If your organisation is serious about innovation (let’s face it, who isn’t these days?), there’s a good chance that encouraging diversity and challenging unconscious bias is on your leadership radar.
That’s because innovation is a lot less likely without diverse teams. And it’s harder when unconscious biases go unchallenged too.
Because of the automatic shortcuts our brains take, and our preference for similarity over difference, we can easily default to groupthink, affinity bias, and confirmation bias (our preference to have our views confirmed rather than challenged). These types of unconscious biases obviously run counter to innovation.
An increasing number of organisations are making an explicit link between innovation and diversity, and the rewards are obvious. One is Australian law firm Maddocks.
In 2018, Maddocks’ diversity and inclusion initiatives saw it recognised as an Equal Opportunity Employer of Choice for the 14th consecutive year and awarded a Bronze citation for LGBTI inclusion by the Australian Workplace Equality Index.
The firm’s CEO is Michelle Dixon, who was appointed to the role in 2014 after 13 years as a partner and eight years as leader of the firm’s commercial disputes team. Michelle is also a CEO ambassador for the national pay equity campaign led by the Workplace Gender Equality Agency.
Not long after her appointment, Michelle encouraged all partners and employees at Maddocks to attend inclusive leadership education to help meet the firm’s objectives for greater diversity and flexibility and tackle entrenched ways of thinking and unconscious biases that inhibit diversity.
“Being aware of unconscious bias is important for so many reasons,” says Michelle. “I think it’s particularly important in law where we have been so staid in how we’ve approached our structure. We haven’t really changed in centuries, let alone the last few decades, and we needed to see that there could be different styles of leadership and different ways of doing things.”
“If you’ve got an homogenous group made up of awesome individuals, but all with a similar background and upbringing, you just can’t get the best decision making. You’ve got an homogenous group who are probably going to think along similar lines, and that could never serve the interests of the business, let alone our clients who we’re looking after.”
Michelle says the discussion around diversity issues is as important as the training. “A lot of partners came out of that training and said ‘wow, I wasn’t expecting that … I didn’t realise I have views around certain attributes or issues, or certain expectations for people in the business’, so it was really eye-opening for a lot of people, which then enabled the broader discussion about other things we had to do in the business.”
Michelle says Maddocks is getting better business results as a result of the investment in education and other programs to encourage innovation, diversity and inclusion.
“Our innovation strategies and programs are really taking off and what we’re seeing is a far broader group of people involved, and a great willingness to look to younger generations for ideas. I don’t think the partners feel any more like it just rests with them to make all of the decisions; I think we’re seeing lots of changes around the willingness to question things that don’t sound right or look right.”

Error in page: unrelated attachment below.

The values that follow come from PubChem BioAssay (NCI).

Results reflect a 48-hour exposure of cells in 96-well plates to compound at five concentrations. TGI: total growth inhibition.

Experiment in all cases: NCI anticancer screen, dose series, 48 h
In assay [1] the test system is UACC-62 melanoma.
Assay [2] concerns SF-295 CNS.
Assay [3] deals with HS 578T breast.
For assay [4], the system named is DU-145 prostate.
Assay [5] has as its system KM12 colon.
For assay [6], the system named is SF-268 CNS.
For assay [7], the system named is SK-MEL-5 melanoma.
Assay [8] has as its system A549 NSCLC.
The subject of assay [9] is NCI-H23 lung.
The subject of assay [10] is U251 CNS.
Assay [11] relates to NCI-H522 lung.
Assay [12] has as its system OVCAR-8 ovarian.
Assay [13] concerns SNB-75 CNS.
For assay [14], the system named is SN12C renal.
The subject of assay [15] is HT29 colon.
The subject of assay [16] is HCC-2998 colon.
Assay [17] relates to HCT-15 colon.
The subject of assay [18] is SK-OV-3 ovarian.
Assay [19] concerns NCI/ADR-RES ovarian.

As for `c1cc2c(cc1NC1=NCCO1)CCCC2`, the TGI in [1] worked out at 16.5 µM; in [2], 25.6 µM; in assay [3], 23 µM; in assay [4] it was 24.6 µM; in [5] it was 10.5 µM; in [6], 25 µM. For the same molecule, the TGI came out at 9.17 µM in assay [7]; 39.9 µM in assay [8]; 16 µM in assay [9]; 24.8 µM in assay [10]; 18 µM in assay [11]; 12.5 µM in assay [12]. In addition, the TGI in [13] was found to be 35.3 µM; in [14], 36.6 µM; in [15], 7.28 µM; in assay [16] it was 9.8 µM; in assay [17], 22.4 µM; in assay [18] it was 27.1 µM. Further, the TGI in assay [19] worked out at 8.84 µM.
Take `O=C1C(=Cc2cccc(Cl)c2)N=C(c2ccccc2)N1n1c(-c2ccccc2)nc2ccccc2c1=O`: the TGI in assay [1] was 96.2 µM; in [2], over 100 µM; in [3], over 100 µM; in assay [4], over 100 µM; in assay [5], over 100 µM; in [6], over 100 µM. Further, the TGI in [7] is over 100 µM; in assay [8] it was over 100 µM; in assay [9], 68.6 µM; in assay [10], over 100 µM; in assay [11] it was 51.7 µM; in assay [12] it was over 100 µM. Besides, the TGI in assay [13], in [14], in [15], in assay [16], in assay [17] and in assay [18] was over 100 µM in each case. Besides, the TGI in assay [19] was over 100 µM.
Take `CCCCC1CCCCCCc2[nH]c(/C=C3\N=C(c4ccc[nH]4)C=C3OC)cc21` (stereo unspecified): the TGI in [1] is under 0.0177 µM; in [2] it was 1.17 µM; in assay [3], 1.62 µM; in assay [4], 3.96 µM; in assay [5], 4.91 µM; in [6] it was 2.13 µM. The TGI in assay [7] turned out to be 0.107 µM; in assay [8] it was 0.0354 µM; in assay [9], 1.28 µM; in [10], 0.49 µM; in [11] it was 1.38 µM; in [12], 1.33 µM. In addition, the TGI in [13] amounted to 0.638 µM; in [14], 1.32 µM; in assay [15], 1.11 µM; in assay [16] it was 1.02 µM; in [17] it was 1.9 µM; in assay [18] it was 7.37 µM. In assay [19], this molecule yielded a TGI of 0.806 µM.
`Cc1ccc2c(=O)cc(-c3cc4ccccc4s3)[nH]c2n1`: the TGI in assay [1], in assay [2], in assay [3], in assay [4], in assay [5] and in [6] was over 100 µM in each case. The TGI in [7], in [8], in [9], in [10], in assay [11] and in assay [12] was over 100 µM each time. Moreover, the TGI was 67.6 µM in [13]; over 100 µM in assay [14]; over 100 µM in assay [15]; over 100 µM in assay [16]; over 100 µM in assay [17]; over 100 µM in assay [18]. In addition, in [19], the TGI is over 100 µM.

Along the way, the firm has achieved a remarkable lift in gender diversity at the partnership level. In 2012, 18 per cent of partners were women. Today it’s 38 per cent.
‘Our innovation strategies and programs are really taking off and what we’re seeing is a far broader group of people involved, and a greater willingness to look to younger generations for ideas.’
Michelle Dixon, CEO Maddocks
The business benefits Maddocks has gained from this dual focus on innovation and diversity reflect the findings of many global studies. Organisations with inclusive cultures are six times more likely to be more innovative and agile, according to Deloitte research.
“Leaders who give diverse voices equal airtime are nearly 2 times as likely as others to unleash value-driving insights, report researchers in Harvard Business Review, “and employees in a “speak up” culture are 3.5 times as likely to contribute their full innovative potential.
Boston Consulting Group puts it simply: “The evidence is clear: companies that take the initiative and actively increase the diversity of their management teams—across all dimensions of diversity and with the right enabling factors in place—perform better.
“These companies find unconventional solutions to problems and generate more and better ideas, with a greater likelihood that some of them will become winning products and services in the market. As a result, they outperform their peers financially.”
Five things organisations can do to leverage diversity and increase innovation
1. Make the link with innovation explicit in company-wide communications about diversity
2. Capture your own data – measure team performance and innovation performance among teams that are more diverse than others across your operations
3. Agree to team meeting principles such as: The Meeting Chair/Team leader explicitly invites alternative perspectives at the start of each meeting; Appoint a ‘devil’s advocate’ or leader of the opposition; Give minority styles the floor first, to avoid priming and thought cascades from the leader down.
4. Provide education on unconscious bias and the impact on business decision-making
5. Actively recruit for diversity on teams – think ‘culture add’ rather than ‘culture fit’, that is, what does the candidate add to the team mix?
Michelle Dixon spoke with Dr Katie Spearritt, CEO of Diversity Partners and Co-Founder of the Future Women Academy. Maddocks is a member of the FW Academy and has engaged Diversity Partners on a range of initiatives, including Inclusive Leadership education, over the past decade.
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